Microsoft Delivers First Public Beta of Orcas and .NET 3.5
Visual Studio Orcas and the .NET 3.5 Framework are now in public beta.
Microsoft released Beta 1 of its upcoming IDE and interim framework late last week. This next version of Visual Studio, called "Orcas" for now, will offer developers as many as 200 new features, according to Microsoft.
Orcas is designed to provide a development environment for Microsoft's new and upcoming platform advances, such as those in the Windows Vista operating system, 2007 Office System, SQL Server 2005 and Windows "Longhorn" server. It also adds a wide breadth of tooling for everything from back-end data connectivity and unit testing to Web development and UI design.
Beta 1 of Orcas will not offer tooling for Silverlight, the recently branded cross-browser plug-in technology, formerly known as Windows Presentation Foundation/Everywhere (WPF/E). However, the idea is not off the table, according to S. "Soma" Somasegar, Microsoft's corporate vice president, developer division.
"We are thinking about, 'Can we do Silverlight support or not?,' and we will be able to talk more about it in a few weeks," Somasegar said.
Microsoft's Chief Architect Ray Ozzie and General Manager of the Development Division Scott Guthrie are expected to discuss the development strategy for Silverlight at MIX '07, the company's conference for Web developers and designers, which begins next week in Las Vegas.
Some of the most anticipated functionality in Orcas is support for Language Integration Query (LINQ), which allows developers to query object, relational and XML data from within their programming languages. LINQ will initially support Visual Basic and C#. (Early adopters reported some issues with the LINQ functionality in the March CTP.)
Orcas also integrates the ADO.NET Entity Framework, which provides new APIs and tooling designed to support object/relational mapping.
"From a developer standpoint, [LINQ] is a slam dunk," commented Jeffrey Hammond, analyst at Forrester Research Inc., "because it makes data access, both structured and unstructured, very easy to put into your code."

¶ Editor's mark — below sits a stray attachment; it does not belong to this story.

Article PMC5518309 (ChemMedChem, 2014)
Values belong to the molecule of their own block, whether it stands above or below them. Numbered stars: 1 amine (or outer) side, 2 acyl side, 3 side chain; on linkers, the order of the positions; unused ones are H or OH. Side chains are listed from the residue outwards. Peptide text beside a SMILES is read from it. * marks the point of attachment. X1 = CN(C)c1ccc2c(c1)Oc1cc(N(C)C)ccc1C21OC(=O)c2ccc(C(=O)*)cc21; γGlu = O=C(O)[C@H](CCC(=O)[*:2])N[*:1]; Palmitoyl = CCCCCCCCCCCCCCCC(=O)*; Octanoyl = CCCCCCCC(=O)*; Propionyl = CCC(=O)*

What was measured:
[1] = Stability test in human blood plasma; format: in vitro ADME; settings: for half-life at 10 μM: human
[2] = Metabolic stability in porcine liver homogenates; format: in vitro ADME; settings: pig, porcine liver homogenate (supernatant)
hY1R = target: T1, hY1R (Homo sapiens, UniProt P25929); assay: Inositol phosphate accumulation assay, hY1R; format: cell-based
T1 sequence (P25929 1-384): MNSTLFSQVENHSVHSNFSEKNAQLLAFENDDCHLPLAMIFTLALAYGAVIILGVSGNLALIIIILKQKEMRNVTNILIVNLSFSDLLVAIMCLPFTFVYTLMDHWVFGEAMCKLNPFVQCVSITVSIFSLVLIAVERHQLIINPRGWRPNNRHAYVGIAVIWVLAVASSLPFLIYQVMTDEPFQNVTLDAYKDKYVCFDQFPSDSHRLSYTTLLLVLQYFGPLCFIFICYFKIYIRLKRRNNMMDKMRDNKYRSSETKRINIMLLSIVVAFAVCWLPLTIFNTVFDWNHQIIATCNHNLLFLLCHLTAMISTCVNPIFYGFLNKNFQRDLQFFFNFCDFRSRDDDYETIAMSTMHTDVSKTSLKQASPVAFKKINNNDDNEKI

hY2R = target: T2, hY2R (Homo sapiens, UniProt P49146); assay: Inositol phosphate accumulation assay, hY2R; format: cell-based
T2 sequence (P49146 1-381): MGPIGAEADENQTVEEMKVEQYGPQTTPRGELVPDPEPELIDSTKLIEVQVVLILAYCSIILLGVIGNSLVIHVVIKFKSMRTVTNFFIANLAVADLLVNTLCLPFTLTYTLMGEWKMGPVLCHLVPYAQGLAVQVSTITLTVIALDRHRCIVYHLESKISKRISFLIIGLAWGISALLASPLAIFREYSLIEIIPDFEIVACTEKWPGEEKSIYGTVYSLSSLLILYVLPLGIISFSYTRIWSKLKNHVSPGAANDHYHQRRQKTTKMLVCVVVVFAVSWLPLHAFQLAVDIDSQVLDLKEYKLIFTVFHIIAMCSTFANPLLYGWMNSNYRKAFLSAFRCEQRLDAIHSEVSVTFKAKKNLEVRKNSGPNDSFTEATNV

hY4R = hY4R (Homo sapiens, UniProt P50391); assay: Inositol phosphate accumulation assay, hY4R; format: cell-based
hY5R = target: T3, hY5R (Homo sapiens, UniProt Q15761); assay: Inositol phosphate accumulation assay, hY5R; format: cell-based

How developers will adapt to LINQ, which requires .NET 3.5, is still an open question, however.
UI developers and designers can finally utilize the Windows Presentation Foundation Designer (code-named "Cider") from within Visual Studio. They also can take advantage of additional support for the Extensible Application Markup Language (XAML), which is the markup language in Microsoft's Expression Studio portfolio.
The 2007 Office System, which is built on .NET 3.0, allows developers to work from a common platform. Orcas integrates Visual Studio Tools for Office and supports Visual Studio Tools for Applications, the embedded .NET programming environment released last month.
Perhaps one of the most important aspects of Visual Studio "Orcas" is that it supports multi-targeting, allowing developers to use a single version of Visual Studio to program against multiple frameworks (.NET 2.0, .NET 3.0 and .NET 3.5).
"This is just so important for development organizations," said Hammond, "because otherwise you have to line your release schedules up with the release schedules of Windows."
It is also great for Microsoft going forward, he asserted.
"It really allows them to decouple Visual Studio from the Windows release train," Hammond said.
MSDN subscribers can download Orcas Beta 1 (Visual Studio Professional Edition, Visual Studio Team Suite and Visual Studio Team Foundation Server) here as installation media ISO images.
Kathleen Richards is the editor of RedDevNews.com and executive editor of Visual Studio Magazine.